A Moment of Harmony

GC and BC enjoy a moment of harmony

GC and BC enjoy a moment of harmony

Life has been hectic-busy lately. I took off for another vacation in Arizona to visit my son and celebrate Rosh Hashanah. When I got back, work exploded. *grin* That’s always a fun thing because I love being busy and challenged. It does mean, however, that there isn’t much time to curate vacation photos or write posts. My husband took care of the kitties while I was gone but now they are all over me all the time. Sometimes there can be too much of a good thing. Here you see a moment of harmony. Don’t let it fool you – they are waiting for me to go back and sit down so they can stake out their claim on my lap.

At Least It Wasn’t Raining

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The big broad Hudson (looking back to NY, NJ ahead on the left) under a beautiful blue sky

Yesterday was one of THOSE commuting days. It took me 2.5 hours to go 75 miles up, and just about 2.5 hours to return. That’s 5 hours commuting to spend about 6 hours meeting with folks. I spent a LOT of time simply sitting in traffic, waiting to inch forward. I remembered why I used to try to be on the road by 6am and not leave the office until after 6pm. That made for an extremely long day but a much shorter commute. Yesterday the weather was beautiful, although a bit chilly in the morning. I should have tossed on a jacket for the ride up. I was in the convertible and even with the windows up and the heat blasting, my shoulders were cold. Riding up it took me nearly 90 minutes to reach the Palisades. I think that might be 40 miles. That’s terrible progress. I think the fastest I ever got moving on the NJ Turnpike after Exit 11 might have been 40 mph. Most of the time it was 25 mph. On a road where I can usually hit 80 mph.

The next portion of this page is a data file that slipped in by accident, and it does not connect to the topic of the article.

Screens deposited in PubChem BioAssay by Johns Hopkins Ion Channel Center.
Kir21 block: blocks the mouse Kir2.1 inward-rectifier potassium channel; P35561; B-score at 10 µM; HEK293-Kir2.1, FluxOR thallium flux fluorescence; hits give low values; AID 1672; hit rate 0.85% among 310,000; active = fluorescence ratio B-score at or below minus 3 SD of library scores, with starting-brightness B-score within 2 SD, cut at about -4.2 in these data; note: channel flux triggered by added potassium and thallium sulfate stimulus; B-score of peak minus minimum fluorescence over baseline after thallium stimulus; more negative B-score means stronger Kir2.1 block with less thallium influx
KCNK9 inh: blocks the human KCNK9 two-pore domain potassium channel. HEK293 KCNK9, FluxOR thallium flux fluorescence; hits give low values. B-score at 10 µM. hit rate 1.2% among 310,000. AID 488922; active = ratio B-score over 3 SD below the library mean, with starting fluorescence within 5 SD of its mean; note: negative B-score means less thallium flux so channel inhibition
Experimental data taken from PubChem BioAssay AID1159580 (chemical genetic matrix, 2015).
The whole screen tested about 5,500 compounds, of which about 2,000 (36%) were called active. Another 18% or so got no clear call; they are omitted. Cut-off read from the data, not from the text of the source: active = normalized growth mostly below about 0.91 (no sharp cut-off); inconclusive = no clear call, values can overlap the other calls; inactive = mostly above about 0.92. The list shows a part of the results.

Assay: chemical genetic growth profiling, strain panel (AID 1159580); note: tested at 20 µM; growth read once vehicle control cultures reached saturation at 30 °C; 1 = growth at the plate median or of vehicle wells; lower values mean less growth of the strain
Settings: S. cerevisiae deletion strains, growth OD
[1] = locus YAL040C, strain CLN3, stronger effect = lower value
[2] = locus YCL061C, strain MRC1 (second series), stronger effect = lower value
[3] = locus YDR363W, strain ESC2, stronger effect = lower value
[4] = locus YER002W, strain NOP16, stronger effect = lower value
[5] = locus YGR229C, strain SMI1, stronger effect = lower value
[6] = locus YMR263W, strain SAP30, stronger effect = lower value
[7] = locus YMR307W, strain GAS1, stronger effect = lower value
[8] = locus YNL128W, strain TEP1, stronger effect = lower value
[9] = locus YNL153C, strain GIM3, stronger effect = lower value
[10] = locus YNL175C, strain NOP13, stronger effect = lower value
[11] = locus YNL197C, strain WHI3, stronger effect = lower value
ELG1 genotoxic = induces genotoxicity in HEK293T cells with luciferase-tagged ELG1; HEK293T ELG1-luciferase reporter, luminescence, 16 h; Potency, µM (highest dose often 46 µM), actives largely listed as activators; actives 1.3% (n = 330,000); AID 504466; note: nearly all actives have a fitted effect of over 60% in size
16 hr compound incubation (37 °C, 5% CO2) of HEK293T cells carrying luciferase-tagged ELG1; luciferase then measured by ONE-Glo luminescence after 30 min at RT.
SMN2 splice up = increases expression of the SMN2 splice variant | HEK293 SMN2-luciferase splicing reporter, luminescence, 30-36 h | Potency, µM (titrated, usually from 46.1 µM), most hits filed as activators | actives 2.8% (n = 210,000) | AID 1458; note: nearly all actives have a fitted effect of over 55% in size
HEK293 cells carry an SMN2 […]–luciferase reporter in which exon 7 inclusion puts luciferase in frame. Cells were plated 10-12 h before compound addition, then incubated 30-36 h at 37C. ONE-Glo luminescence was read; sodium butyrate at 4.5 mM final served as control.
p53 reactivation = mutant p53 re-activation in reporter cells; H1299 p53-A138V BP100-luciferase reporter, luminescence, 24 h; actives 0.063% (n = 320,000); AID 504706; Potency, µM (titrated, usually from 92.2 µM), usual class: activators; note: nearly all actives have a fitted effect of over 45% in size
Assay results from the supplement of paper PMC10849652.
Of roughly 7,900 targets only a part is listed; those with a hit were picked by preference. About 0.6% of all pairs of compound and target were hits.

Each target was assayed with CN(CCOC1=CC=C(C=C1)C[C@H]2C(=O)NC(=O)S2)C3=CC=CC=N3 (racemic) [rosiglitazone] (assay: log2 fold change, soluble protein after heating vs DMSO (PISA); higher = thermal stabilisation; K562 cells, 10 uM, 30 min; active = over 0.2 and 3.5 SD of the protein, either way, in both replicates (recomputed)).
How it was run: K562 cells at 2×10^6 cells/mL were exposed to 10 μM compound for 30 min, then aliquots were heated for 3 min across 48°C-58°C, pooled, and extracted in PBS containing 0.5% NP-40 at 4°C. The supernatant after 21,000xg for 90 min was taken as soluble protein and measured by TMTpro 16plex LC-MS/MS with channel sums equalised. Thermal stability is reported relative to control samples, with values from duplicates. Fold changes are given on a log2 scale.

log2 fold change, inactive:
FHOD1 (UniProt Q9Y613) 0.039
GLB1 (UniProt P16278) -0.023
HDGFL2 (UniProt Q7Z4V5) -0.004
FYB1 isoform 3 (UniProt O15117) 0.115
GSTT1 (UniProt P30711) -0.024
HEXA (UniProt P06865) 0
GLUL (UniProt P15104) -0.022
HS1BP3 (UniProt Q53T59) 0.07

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Pretty sailboats on the Hudson by South Nyack

Coming home I spent quite a bit of time sitting on the Tappanzee Bridge (No, I will NOT call it the Mario Cuomo Bridge) as you can see by the pictures. Apparently there was some accident further north on the NY Thruway. Heading from Westchester county to Rockland county in the afternoon rush hour is always slow, but this took it to a new delay for me. I apologize for the poor quality. Every time I picked up the phone to take a picture, we got to inch forward half a car’s length. I finally held the phone up and pushed the button and hoped something would come out. Of course the camera assumed I was looking at the barriers, not the pretty sailboats out there on the Hudson. Still, I think you can get the idea. I do love looking at the river, the palisades, the mountains, the boats. That and the Kensico Dam and reservoir really make up for the ride on the NJT between exits 11 and 14. *grin*

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Before cropping

New Shoes (a silly little post)

I was running errands the other day and just happened to find myself next to the shoe store. I didn’t think I NEEDED any new shoes, but I thought I’d check out the stock, see what was new, see if there was anything on sale, see if anything appealed to me. After all, we are changing seasons which does mean less warm, toe-showing weather and more wet, soggy, keep-the-feet-dry weather.